These changes have garnered mixed reactions. Those in favor of the increased academic focus cite studies showing that exposure to advanced content is associated with higher student achievement. Opponents, meanwhile, have raised questions about whether kindergartners are developmentally ready for academics, and whether focusing on more advanced skills reduces play opportunities and leads to poorer social-emotional (SE) development.

To address these concerns, a new study examines the relationship between advanced content in kindergarten and children’s academic achievement and social-emotional outcomes. The study’s authors used the Early Childhood Longitudinal Study of Kindergartners in 2010 (ECLS), a nationally representative study of kindergarteners enrolled during the 2010–11 school year. ECLS included approximately 18,200 children from nearly 1,000 schools, but the authors used a specific sample of 11,600 public school kindergarteners and their 2,690 teachers. ECLS collected information during the fall and spring of the academic year about children’s academic achievement and SE skills through surveys...

 
 
  1. We start today with sad (ish) news. A 167 year old Catholic elementary school in Louisville, Ohio, is scheduled to close at the end of the year due to declining enrollment. I mean, seriously declining. Less than 60 kids in pre-K through fifth grade this year. No, they don’t appear to accept vouchers. Why do you ask? (Canton Repository, 1/14/19)
     
  2. Staying in the Canton area for the moment, the new interim supe of Canton City Schools is the current head of HR. Congrats. (Canton Repository, 1/14/19)
     
  3. Speaking of new leadership, here is a brief rundown on the new president and vice president of your state board of education, elected by members yesterday. (Columbus Dispatch, 1/15/19)
     
  4. Following last week’s Lorain City Schools town hall meeting—in which, depending on what news outlet you read, things happened—district CEO David Hardy was on the dais again this weekend at Lorain’s 19th annual Speak Up, Speak Out event. The city of Lorain, the police department, and the school district all got together to answer questions from the community. Whatever they wre interested in talking about. Fascinating concept for an event. You’d think that things might be functioning more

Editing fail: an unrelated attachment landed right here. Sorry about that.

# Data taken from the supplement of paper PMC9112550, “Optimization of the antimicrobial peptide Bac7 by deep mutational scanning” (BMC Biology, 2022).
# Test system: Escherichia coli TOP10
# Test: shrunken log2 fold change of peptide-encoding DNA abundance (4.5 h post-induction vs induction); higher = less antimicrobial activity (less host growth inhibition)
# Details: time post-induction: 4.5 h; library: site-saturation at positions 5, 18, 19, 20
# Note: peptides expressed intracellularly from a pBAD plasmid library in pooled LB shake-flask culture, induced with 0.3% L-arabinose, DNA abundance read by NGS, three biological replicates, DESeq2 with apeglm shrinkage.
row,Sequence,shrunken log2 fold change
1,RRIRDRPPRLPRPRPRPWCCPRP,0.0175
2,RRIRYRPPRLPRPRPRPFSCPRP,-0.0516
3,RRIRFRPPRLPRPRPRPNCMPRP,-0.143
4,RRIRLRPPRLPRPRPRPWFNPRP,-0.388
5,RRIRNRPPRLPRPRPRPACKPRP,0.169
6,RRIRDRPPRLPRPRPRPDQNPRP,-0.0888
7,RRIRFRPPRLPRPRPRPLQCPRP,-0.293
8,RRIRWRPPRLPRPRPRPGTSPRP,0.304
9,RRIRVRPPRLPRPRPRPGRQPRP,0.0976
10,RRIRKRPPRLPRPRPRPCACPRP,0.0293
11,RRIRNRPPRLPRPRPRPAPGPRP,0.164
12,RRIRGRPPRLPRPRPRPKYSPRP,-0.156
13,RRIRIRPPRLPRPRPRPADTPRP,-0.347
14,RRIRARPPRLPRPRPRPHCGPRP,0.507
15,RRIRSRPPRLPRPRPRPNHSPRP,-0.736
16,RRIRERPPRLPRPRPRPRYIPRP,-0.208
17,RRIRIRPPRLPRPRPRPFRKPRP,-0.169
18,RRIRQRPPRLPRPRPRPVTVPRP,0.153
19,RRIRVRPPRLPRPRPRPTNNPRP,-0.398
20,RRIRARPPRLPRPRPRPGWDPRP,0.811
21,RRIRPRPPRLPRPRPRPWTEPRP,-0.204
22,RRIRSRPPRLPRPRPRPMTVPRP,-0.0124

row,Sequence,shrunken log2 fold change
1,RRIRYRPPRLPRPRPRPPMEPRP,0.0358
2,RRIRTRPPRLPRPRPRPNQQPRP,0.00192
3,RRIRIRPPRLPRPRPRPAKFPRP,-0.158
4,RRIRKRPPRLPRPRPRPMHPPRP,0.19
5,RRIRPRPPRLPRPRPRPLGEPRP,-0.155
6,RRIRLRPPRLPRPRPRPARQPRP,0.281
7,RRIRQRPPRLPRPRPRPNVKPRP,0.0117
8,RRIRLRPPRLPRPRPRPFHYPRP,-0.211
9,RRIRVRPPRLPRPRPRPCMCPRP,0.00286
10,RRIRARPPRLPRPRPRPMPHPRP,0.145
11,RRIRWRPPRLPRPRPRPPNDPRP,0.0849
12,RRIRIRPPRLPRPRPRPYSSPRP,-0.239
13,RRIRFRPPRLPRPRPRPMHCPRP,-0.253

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Each year, the Ohio Department of Education (ODE) releases a “challenged district list.” The list, based on criteria outlined in state law, determines in which of the state’s 608 school districts a new charter school can open. In the waning days of 2018, ODE released the latest and greatest version of the list.

After reviewing the list, here are a few takeaways worth noting.

It’s five times longer than it was last year

Last year, only forty-two districts were identified as “challenged.” But this year, 218 districts—over one third of the state’s traditional public school districts—have met the state’s criteria. Some of the districts on the list aren’t a surprise given their chronically low performance. For instance, even if state law didn’t mandate their inclusion, all of the Big Eight districts (Akron, Canton, Cincinnati, Cleveland, Columbus, Dayton, Toledo, and Youngstown) would have made the list based on their overall grades. Lorain City Schools, which is under the aegis of an Academic Distress Commission (ADC) because of chronic underperformance is included, as are the districts that could soon find themselves under ADC control—inner-ring, high-poverty suburbs like East Cleveland, Warrensville Heights, and Trotwood-Madison. But there are...